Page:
** Installed capacities by POWER AFRICA FACT SHEET, By USAID, March 12, 2019. The installed generating capacity in Spain is 106,700 MW as given by 2015 estimate given by The World Factbook by the US Central Intelligence Agency (CIA)
From the above analysis, it could be suggested that for our grid electricity supply to be so developed to be effective, we shall have to build our installed generating capacity to be at least four times the present capacity of Spain, that is to over 420,000 MW. This is over 30 times our current installed capacity.
2.2 Inadequate Transmission and Distribution Capacities
One of the problems that we grapple with in our power supply is that in spite of the grossly inadequate generating capacity, our transmission and distribution capacities are even worse.
We live with the fact that their capacities are so inadequate that the country cannot transmit and distribute even the little power that is generated. To expatiate, the following examples could suffice.
I. Vice President laments the poor distribution capacity: It was reported by the Punch newspaper that the Vice President, Professor Yemi Osinbajo, on Thursday, August 15, 2019, lamented the nation's inability to distribute available grid power to consumers. He reportedly stated:
"Despite the availability of about 8,000MW of generation and about 7,000MW of transmission capacity, lack of Disco infrastructure to absorb and deliver grid power to end users has largely restricted generation to an average of about 4,000MW," he said.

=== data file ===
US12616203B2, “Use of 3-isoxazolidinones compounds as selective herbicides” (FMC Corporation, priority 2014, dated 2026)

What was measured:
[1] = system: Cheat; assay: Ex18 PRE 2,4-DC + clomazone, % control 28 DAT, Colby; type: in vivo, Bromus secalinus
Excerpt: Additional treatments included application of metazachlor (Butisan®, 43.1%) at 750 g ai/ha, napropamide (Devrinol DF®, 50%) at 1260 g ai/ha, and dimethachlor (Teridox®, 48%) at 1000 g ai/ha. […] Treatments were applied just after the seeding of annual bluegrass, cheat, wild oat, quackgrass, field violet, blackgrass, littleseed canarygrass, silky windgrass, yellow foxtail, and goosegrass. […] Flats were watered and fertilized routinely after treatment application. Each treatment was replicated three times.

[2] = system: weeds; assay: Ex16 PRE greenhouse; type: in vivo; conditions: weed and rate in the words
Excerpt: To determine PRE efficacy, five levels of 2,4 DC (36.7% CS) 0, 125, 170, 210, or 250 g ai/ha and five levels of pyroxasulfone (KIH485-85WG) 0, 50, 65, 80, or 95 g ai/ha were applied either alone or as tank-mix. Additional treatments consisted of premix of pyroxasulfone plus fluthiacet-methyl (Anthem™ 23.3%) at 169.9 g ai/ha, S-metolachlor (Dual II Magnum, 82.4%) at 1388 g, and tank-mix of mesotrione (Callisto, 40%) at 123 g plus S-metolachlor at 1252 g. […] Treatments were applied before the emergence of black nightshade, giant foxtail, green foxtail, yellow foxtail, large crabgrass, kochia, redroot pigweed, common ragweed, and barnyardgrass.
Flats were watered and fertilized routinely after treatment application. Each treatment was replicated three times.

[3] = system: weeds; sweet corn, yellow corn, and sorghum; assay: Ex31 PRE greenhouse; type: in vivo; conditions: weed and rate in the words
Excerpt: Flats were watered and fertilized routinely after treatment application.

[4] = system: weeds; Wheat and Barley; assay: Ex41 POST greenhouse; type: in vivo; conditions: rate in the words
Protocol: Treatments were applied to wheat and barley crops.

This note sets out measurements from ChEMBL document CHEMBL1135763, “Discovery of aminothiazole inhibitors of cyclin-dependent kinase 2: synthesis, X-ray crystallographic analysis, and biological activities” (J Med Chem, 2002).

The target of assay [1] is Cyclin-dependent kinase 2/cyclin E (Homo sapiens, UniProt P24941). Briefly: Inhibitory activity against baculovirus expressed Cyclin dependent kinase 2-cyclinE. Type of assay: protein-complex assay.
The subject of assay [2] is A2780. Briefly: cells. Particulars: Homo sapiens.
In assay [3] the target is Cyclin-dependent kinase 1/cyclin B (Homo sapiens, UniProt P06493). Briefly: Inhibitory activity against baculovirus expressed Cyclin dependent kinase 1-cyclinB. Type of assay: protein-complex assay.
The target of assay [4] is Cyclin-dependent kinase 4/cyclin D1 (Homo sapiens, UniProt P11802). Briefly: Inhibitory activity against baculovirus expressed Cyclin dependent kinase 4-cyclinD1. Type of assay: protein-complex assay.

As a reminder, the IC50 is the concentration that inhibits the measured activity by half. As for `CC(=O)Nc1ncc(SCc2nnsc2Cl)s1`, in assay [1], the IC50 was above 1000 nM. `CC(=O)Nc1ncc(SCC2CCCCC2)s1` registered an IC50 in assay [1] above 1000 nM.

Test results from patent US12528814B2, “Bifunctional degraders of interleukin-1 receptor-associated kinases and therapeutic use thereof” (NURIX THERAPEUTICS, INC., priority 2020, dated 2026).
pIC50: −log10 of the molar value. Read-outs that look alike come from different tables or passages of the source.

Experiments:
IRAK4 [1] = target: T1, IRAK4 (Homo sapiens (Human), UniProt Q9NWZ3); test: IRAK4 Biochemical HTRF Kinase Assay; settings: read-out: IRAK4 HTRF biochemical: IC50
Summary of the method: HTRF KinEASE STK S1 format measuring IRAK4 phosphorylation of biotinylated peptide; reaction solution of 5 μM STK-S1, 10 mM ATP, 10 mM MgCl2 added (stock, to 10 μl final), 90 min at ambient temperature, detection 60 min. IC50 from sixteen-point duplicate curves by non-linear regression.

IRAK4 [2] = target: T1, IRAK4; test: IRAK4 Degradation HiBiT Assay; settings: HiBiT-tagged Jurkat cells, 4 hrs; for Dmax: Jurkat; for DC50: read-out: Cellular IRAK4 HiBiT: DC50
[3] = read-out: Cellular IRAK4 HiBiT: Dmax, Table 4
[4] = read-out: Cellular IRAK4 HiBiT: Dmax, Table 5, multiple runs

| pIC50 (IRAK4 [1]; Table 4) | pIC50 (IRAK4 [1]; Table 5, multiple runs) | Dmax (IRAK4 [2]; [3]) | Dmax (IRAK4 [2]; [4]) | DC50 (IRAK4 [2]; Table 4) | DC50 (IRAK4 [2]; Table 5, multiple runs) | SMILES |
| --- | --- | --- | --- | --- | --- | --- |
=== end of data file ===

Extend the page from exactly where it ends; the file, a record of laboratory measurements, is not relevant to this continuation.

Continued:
3. Past reports on the need for Increased Investment in the Power Industry
In a paper in the PM World Journal December 2014, with the title: "An Analysis of the Electricity Industry in Nigeria One Year after Privatisation", the need for increased investment in the power industry is discussed. Some of the statements include the following:
3.1 Recommendation by an Internal Operator
3.2. Recommendation by an External Observer: Low investment in infrastructure
Also, an earlier paper, PM World Today, February 2012, with the title:" Resolving the Seemingly Intractable Nigerian National Infrastructural Deficiencies", quoted the then Managing Director of the International Monetary Fund (IMF), Christine Lagarde. She blamed infrastructural gaps, particularly in the power sector as the factor holding Nigeria back from its full growth potentials. According to her, "Nigeria's electricity generation capacity, currently about 3,800MW, for example, is just 10 per cent that of South Africa's (39,149.3MW), while Nigeria's population is more than three times greater". She made this statement at the Eko Hotel and Suites, Victoria Island, Lagos on January 4, 2016, during a round-table discussion with stakeholders on the second day of her visit to Africa.
4. Suggestions on the Roadmap
Despite all the earlier investments on the national power supply industry, it is doubtful whether there is a nationally agreed, accepted and approved Roadmap for the development of a successful and sustainable power supply. Features of the Roadmap could include the following:
Definitive actions are needed to find a solution to our perennial power supply problem which shows no improvement in spite of annual investments by successive Federal and State Governments. This article has suggested two action points that should lead to finding a solution, these are as follows: